Meta’s strategy contrasts starkly with the more guarded approach of its primary competitor, OpenAI. Even as some question Meta’s ability to compete in this area and commercialise products as OpenAI has done with ChatGPT, Meta’s decision to invite worldwide developers into the fold suggests a broader vision. It’s a move that positions Zuckerberg’s company not merely as a player but a facilitator, harnessing global talent to contribute to the growing ecosystem of Llama 2.

This strategy could also be a shrewd hedge against potential competition from fellow tech giants such as Google. With a large population of users exploring the potential of Llama 2, any successful advance can be promptly integrated into Meta’s other products. Only time will reveal the full impact of this decision, but the immediate effects on the industry are already resonating far and wide.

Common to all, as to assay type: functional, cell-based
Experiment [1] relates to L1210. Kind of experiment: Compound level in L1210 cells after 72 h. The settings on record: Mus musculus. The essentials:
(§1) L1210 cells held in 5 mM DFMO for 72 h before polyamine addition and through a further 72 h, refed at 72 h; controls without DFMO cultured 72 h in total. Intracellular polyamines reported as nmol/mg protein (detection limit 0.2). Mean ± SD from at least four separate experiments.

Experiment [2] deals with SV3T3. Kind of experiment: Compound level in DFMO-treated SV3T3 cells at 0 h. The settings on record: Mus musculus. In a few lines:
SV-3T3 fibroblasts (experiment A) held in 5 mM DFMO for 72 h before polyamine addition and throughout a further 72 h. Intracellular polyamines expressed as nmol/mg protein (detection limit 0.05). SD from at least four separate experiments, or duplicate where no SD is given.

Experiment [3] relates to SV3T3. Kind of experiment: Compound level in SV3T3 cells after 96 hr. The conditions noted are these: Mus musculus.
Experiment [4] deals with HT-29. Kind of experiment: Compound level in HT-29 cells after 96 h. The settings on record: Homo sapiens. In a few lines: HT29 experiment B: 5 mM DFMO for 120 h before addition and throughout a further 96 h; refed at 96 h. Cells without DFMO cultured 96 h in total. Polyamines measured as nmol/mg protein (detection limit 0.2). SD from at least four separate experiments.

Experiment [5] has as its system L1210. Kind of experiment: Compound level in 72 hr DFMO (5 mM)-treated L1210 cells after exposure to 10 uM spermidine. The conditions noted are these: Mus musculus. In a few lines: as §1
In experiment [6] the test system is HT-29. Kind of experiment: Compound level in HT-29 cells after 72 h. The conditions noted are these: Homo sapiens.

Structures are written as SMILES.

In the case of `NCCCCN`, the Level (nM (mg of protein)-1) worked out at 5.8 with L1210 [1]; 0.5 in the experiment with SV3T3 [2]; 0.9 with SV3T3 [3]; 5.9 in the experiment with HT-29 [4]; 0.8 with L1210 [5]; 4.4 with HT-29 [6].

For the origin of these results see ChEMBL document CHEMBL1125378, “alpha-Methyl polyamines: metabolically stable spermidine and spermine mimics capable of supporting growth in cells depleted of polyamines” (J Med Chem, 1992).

Advantages and pitfalls for users

The public experimentation aspect of open source technology allows for greater scrutiny, providing an opportunity for a community of users to assess Llama 2’s strengths and weaknesses, including its vulnerability to attacks. The public’s watchful eye may reveal flaws in LLMs, prompting the development of defences against them.

On the downside, concerns have emerged that this is akin to “handing a knife to criminals”, as it could also allow malicious users to exploit the technology. For example, its power could help fraudsters build a dialogue system that generates plausible automated conversations for telephone scams. This potential for misuse has led some to call for regulation of the technology.